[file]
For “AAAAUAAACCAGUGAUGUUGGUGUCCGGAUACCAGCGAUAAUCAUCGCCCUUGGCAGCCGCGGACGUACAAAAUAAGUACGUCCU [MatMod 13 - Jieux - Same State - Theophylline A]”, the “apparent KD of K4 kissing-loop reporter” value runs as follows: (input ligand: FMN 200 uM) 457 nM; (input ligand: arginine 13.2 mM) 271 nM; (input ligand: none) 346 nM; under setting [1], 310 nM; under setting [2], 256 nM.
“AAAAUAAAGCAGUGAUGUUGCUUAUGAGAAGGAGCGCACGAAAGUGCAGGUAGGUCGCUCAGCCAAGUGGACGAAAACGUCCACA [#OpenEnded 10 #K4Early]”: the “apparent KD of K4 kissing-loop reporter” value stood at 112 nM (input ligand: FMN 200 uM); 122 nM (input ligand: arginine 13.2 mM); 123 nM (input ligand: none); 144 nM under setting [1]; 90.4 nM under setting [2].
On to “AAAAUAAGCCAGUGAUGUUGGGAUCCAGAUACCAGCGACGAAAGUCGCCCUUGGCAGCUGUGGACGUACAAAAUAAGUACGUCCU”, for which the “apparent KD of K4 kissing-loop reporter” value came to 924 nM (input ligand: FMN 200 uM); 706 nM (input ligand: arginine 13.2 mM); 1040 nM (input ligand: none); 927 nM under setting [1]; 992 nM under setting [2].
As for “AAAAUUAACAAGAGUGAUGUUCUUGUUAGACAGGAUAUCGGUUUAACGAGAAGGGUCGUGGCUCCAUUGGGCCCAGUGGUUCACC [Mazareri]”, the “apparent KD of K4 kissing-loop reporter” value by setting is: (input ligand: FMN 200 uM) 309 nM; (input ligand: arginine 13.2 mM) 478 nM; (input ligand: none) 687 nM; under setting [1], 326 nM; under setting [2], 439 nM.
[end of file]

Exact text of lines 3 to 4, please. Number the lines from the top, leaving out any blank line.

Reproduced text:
On to “AAAAUAAGCCAGUGAUGUUGGGAUCCAGAUACCAGCGACGAAAGUCGCCCUUGGCAGCUGUGGACGUACAAAAUAAGUACGUCCU”, for which the “apparent KD of K4 kissing-loop reporter” value came to 924 nM (input ligand: FMN 200 uM); 706 nM (input ligand: arginine 13.2 mM); 1040 nM (input ligand: none); 927 nM under setting [1]; 992 nM under setting [2].
As for “AAAAUUAACAAGAGUGAUGUUCUUGUUAGACAGGAUAUCGGUUUAACGAGAAGGGUCGUGGCUCCAUUGGGCCCAGUGGUUCACC [Mazareri]”, the “apparent KD of K4 kissing-loop reporter” value by setting is: (input ligand: FMN 200 uM) 309 nM; (input ligand: arginine 13.2 mM) 478 nM; (input ligand: none) 687 nM; under setting [1], 326 nM; under setting [2], 439 nM.